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Fake PayPal screen dupes IE, Safari, Chrome


A hacker has created a counterfeit security-certificate that tricks Microsoft Internet Explorer, Apple Safari and Google Chrome into thinking a bogus PayPal payment page is the real thing.

Notably absent from that list is Mozilla Firefox, which apparently isn’t duped by the phony secure sockets layer (SSL) certificate. But a Microsoft security library is – and IE, Safari and Chrome all use the library to identify confirmed Web certificates for services, such as PayPal, that require secure data transfers, reports The Register.

“Even though the certificate is demonstrably forged,” wrote Dan Gooden of The Register, “it can be used with a previously available hacking tool called SSLSniff to cause all three browsers to display a spoofed page with no warnings, even when its address begins with ‘https.'”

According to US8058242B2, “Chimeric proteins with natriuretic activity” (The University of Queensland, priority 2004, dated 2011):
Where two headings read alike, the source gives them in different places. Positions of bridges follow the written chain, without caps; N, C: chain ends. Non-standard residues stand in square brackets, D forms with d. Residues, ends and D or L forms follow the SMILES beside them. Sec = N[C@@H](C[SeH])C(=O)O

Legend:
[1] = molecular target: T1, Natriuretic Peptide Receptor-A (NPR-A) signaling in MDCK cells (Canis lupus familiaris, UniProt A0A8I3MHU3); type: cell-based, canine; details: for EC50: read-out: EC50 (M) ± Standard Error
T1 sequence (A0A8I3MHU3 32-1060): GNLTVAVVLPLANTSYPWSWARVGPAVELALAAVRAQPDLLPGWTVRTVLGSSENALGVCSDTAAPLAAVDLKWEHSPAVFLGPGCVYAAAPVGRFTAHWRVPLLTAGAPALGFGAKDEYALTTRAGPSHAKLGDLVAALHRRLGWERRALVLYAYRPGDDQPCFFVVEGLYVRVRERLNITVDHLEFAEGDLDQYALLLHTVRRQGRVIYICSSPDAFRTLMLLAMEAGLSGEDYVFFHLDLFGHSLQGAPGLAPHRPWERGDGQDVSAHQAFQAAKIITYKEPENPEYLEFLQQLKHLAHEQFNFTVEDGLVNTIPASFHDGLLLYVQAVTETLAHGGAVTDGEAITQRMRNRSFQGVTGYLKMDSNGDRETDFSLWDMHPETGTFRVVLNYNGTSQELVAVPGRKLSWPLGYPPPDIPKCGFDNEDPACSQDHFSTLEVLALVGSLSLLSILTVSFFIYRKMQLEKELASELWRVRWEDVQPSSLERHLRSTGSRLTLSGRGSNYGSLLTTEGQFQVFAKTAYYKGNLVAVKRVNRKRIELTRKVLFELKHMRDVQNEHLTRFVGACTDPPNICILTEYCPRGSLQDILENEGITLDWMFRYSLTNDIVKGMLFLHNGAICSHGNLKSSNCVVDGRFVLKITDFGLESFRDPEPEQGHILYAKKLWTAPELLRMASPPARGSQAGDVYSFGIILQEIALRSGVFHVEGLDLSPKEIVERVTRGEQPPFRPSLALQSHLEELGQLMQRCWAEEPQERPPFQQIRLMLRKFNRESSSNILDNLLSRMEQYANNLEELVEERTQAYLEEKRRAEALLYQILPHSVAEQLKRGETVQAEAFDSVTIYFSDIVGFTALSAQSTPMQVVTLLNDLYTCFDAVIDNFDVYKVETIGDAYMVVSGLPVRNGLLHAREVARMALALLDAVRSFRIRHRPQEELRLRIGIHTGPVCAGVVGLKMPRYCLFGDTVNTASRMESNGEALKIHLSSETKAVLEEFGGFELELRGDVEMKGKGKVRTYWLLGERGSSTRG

The kicker? Microsoft has known about the gaping hole in itsCryptoAPI security library since June, when a hacker exploited it at the Black Hat security conference in Las Vegas. And Microsoft still hasn’t fixed it.

“Microsoft is investigating a vulnerability in SSL in Windows presented during Black Hat,” a Microsoft spokesperson toldseattlepi.com. “Once we’re done investigating, we will take appropriate actions to protect customers.”

Until then, users should beware of any links that claim to take them to a secure PayPal page. People should navigate directly to the PayPal site instead, so they know they’re not being fooled into giving their information, including bank account numbers, to a hacker.

PayPal did not respond to a seattlepi.com request for comment.

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